What is Cost Benefit Principle?
The term “cost benefit principle” refers to the theory that encourages the evaluation of whether the marginal cost of retrieving any financial information is outweighed by the incremental benefit expected from that information. This principle is a reiteration of the fact that no financial information comes for free. Every year companies spend millions of dollars to gather and organize financial information in order to build them into financial statements.
In an ideal scenario, the stakeholders – investors and creditors, would prefer to know every piece of information about a company in which they have invested. However, such a large volume of information entails a significant amount of financial cost. In such a case, the information seeker needs to assess the marginal benefit of the information and the corresponding marginal cost. If the inquirer believes that the benefit outweighs the cost, then he/ she should pursue the information, otherwise it wise to ignore the information. Basically, the cost benefit principle is a manifestation of the rule of common sense.
Examples of Cost Benefit Principle
Now, let us look at some of the common examples of cost benefit principle:
Let us take the example of a company that has recently acquired another entity. Just after the acquisition, the acquiring company realized that the acquiree is involved in a derivative transaction and there is some amount of ambiguity about the final outcome of the same. The exact outcome (possible gains or losses) of the derivative transaction can be determined by using the extensive modeling techniques. However, the cost of building the model could possibly run into several thousand. In such a scenario, the company might decide against the modeling exercise as it would be more cost beneficial to wait a few months for the outcome of the transaction.
Let us take the example of a company that is in the process of publishing its financial annual report. It has been brought to the company’s notice that there is an error in the financial statements. However, the exact value of the error is not available and a reasonable estimate states that the error is to expected be around $50,000. Although the company can employ auditors to investigate the matter, it would cost around $500,000 to exactly determine the value. As per cost benefit principle, the company is not mandated to unearth the exact error value and a reasonable estimate of the error is also acceptable, given that cost of investigation would eventually overshadow the actual cost of the error.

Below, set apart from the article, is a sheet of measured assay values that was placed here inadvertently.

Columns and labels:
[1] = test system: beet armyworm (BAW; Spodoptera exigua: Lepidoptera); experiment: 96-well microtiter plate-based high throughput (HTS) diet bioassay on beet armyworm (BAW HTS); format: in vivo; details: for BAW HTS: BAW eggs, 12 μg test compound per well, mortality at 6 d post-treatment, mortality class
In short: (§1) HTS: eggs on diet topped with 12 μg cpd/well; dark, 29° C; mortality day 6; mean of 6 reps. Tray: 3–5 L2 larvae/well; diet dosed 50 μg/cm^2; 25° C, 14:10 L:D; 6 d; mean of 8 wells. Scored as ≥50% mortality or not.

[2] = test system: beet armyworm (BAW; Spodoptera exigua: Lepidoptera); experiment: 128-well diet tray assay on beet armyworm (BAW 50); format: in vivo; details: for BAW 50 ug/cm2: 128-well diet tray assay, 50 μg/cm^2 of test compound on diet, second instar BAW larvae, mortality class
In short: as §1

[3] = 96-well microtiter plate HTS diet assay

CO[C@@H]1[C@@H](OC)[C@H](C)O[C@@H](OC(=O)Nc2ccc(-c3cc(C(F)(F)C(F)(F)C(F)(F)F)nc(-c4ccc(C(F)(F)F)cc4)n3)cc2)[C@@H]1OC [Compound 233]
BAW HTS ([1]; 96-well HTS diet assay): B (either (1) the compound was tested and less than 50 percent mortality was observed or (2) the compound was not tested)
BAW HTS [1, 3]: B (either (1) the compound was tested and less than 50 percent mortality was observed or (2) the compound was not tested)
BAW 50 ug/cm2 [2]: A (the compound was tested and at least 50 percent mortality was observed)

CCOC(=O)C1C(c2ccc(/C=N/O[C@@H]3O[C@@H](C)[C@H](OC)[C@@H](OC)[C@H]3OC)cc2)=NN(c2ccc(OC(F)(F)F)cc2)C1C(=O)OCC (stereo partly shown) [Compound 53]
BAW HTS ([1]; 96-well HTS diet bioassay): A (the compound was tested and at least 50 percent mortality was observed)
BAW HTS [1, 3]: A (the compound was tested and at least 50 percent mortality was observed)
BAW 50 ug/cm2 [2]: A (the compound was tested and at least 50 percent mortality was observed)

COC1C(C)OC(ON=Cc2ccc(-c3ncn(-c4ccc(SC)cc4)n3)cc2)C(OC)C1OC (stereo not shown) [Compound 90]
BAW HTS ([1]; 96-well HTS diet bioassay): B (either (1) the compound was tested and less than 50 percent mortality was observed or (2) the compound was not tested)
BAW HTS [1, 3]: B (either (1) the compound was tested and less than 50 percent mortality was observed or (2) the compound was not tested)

Let us take the example of a company that has recently realized that one of its executives has been stealing petty cash from the cash register for the last one year. However, in the absence of material evidence, it is very difficult to ascertain the extent of the theft. An external auditor suggested that he can help in investigating the matter and determine the exact of theft, but he would charge $8,000. The company’s accountant believes that the amount of the theft would be a few hundred dollars. In such a scenario, it would be more cost beneficial not to go for the external investigation.
Let us take the example of an insurance agent who filed his income tax returns few days. During an audit process, the tax authority highlighted the fact the agent has erroneously quoted a higher income on the tax return. The auditor planned to hire an external consultant to probe the issue. However, the external would charge around $10,000, which is relatively higher than the expected benefits (around $4,000). Therefore, it would be wise not to hire the consultant as per the cost benefit principle.
Some of the advantages of cost benefit principle are as follows:
- The expected benefits are fairly clear
- It is used in an objective comparison of two or more alternatives.
- It predominantly used by senior management as a tool for making a decision.
Some of the disadvantages of cost benefit principle are as follows:
- It is based on the basic assumption that each person will behave rationally, which is not always the case.
- It is very difficult to arrive at the marginal costs and as such the degree of subjectivity is very high.
- Inaccurate identification of marginal costs and benefits can result in erroneous decisions.
Important of Cost Benefit Principle
The underlying issue for cost benefit principle can be categorized under the following two heads:
- Level of Detail Required: The cost of retrieving escalates with the level of information digging. Exhaustive research means higher cost, which eventually results in rejection.
- Type of Information Required: The type of information requirement also influences the cost of information. Any standard information doesn’t need much effort and hence costs less, while customized information means a massive amount of work and a such higher cost.
Further, while using the cost benefit principle one should be mindful of the following critical points:
- Action should only be taken if its marginal benefit is at least as much as the marginal costs, if not more.
- While making a decision most people don’t prefer to compute the benefits and the associated costs.
This is a guide to Cost Benefit Principle. Here we also discuss what is cost benefit principle along with advantages, disadvantages, importance and practical examples. You may also have a look at the following articles to learn more –